Let’s end the scenario here, what can we learn?
- When you look at almost any situation, there will be elements that in retrospect will appear worse than perhaps at the time. Some deservedly so, others through stupidity, rather than malign intent.
- Once the story is out, the emotional and ethical ‘lens’ will be applied as much or likely more than the purely factual one. Beneficiaries, supporters, journalists feel things – and a purely fact based response (while often legally safest), can make the organisation seem distant, cold and uncaring.
- You will notice that in this example, no effort is made toward the alleged victim and the support they need. It is about reputation management. This is a clear learning whereby reaching out and offering support (and preventing further harm) to the victim, even if by a trusted intermediary, can and should be a key part of any strategy.
- Crisis teams are, in my experience, often too quickly disbanded. They need to be kept going and think broadly about stakeholder engagement, listening and communication – not just organisational protection.
I have also seen many examples where crises have been handled brilliantly, where victims and families have been contacted immediately, where directors have made themselves professionally and personally available to the families for months afterward, where media work has been about genuine contrition and learning and where, as a side effect, reputational harm has been limited.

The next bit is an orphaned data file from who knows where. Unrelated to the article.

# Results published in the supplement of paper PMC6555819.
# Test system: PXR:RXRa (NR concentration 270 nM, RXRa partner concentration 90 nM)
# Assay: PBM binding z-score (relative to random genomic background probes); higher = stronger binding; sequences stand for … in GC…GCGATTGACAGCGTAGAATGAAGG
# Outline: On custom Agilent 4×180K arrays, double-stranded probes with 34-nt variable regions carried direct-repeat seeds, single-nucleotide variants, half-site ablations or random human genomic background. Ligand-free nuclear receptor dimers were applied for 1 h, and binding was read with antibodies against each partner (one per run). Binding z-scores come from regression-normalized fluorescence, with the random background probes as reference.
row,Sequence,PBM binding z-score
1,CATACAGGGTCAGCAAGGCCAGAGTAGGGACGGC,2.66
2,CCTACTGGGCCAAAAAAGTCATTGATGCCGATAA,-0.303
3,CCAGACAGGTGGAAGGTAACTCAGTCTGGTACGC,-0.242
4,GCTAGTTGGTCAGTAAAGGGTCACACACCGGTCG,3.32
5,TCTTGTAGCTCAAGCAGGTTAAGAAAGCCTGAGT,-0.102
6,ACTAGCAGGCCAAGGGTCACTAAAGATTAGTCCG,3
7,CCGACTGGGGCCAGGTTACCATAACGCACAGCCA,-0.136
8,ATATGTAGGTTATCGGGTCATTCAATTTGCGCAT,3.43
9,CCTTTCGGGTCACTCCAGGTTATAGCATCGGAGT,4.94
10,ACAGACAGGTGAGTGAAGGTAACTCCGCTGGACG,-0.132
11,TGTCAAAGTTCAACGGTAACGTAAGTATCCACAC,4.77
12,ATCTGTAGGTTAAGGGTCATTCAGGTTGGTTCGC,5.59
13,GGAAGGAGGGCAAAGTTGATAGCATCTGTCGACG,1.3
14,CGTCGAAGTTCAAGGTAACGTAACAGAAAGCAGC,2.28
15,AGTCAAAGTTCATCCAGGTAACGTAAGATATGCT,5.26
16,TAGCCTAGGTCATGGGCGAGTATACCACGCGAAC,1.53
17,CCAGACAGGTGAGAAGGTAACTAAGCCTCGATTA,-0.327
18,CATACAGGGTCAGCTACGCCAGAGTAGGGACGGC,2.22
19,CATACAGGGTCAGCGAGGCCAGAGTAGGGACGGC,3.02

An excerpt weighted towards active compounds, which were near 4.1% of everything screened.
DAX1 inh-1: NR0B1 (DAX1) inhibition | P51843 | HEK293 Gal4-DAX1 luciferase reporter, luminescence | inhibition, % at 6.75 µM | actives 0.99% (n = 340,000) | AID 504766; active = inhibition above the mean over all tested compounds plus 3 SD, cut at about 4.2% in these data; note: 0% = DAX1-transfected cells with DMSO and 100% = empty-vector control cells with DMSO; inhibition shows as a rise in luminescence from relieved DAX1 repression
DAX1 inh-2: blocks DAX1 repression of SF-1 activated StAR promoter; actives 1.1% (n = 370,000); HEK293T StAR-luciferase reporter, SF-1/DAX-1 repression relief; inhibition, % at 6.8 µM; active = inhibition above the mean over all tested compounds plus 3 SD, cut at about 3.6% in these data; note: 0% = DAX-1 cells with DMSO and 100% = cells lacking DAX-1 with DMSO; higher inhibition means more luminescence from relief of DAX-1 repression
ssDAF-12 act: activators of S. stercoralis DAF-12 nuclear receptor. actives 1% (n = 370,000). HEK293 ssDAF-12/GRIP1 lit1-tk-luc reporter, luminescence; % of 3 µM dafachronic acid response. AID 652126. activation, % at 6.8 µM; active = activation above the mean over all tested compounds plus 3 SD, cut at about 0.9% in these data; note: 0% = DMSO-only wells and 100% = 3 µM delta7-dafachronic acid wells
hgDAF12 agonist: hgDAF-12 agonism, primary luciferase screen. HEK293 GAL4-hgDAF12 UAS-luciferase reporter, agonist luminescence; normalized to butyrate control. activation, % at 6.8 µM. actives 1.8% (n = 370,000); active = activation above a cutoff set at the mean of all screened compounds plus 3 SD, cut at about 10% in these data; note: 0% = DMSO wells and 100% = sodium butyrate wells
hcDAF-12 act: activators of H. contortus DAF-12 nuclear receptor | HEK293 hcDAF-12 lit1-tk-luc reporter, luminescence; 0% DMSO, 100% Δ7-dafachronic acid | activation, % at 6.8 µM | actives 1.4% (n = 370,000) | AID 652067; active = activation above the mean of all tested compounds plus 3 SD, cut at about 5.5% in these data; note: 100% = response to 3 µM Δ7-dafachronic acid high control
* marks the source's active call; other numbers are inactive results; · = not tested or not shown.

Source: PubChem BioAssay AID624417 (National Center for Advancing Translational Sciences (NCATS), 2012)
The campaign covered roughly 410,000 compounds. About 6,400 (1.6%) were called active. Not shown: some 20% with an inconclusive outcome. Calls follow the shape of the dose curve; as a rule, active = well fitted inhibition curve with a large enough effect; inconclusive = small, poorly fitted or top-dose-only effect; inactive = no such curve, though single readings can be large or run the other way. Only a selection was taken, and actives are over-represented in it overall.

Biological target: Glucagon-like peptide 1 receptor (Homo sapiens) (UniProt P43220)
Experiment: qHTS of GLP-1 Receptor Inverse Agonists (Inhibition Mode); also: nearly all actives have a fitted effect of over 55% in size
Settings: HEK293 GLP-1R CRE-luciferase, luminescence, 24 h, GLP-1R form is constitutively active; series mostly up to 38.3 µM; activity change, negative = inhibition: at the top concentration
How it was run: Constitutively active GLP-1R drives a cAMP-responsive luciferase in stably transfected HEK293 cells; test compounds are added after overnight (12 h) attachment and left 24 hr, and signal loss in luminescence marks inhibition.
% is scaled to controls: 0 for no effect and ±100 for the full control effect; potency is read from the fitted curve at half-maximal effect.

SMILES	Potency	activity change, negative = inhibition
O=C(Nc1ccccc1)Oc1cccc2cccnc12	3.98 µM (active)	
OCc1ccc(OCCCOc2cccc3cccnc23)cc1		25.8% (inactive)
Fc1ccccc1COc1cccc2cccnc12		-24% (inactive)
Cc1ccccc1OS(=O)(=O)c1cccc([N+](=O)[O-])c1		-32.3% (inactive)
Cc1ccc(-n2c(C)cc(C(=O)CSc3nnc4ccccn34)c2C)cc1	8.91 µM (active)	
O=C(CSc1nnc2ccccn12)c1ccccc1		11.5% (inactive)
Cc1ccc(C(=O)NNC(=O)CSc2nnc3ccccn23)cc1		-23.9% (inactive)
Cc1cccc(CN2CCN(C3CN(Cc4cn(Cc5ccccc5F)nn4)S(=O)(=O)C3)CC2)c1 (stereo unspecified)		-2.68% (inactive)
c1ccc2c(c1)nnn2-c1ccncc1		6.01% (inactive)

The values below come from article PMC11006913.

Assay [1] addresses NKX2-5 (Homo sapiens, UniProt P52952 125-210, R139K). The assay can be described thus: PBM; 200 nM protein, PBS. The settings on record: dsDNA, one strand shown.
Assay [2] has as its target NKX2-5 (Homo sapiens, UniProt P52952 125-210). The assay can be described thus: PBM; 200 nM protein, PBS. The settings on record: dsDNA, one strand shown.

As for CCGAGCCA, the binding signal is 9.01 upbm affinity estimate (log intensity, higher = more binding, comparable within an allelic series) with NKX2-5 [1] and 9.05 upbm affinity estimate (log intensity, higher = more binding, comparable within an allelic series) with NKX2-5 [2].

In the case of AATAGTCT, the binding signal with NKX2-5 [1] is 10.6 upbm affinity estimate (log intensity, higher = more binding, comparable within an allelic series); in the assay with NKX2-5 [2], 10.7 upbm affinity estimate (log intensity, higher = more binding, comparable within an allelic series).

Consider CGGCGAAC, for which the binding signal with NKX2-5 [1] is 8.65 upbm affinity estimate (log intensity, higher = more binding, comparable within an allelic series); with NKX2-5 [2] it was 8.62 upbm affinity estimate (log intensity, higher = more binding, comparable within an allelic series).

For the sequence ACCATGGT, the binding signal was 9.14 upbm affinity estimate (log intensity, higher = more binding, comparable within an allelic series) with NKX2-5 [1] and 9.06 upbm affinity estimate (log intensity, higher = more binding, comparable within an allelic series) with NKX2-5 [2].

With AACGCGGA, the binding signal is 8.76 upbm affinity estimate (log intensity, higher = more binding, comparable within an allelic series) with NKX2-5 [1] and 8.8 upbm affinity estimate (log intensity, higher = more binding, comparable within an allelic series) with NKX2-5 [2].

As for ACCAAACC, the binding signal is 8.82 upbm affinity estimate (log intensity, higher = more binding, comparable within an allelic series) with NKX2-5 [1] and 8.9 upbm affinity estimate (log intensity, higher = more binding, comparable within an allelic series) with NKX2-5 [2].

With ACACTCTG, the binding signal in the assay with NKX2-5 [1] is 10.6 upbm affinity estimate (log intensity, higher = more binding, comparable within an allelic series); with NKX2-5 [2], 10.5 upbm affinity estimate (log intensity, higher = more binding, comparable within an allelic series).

Thinking about this whole made up scenario key lessons are to look after people first and treat them how you’d like to be treated yourself. Deal with the crisis early, as a team, and don’t disband too soon.
In the aftermath, the standard media response for charities is to talk of learning lessons, but what should this mean? Learning lessons should include:
- Looking at the people, processes and systems that led to the crisis.
- Understanding the response systems and how they impacted the crisis handling.
- Developing and nurturing the skills, knowledge and capability of the crisis team.
- Considering how you will tell your story, in a multi-channel world, where emotions are just as important as facts.
- Understanding how you will prevent this in the future.
Crises are draining and exhausting for the staff involved. My final learning is to remember to look after them, support them, and thank them. Remember charities march on morale and pizza.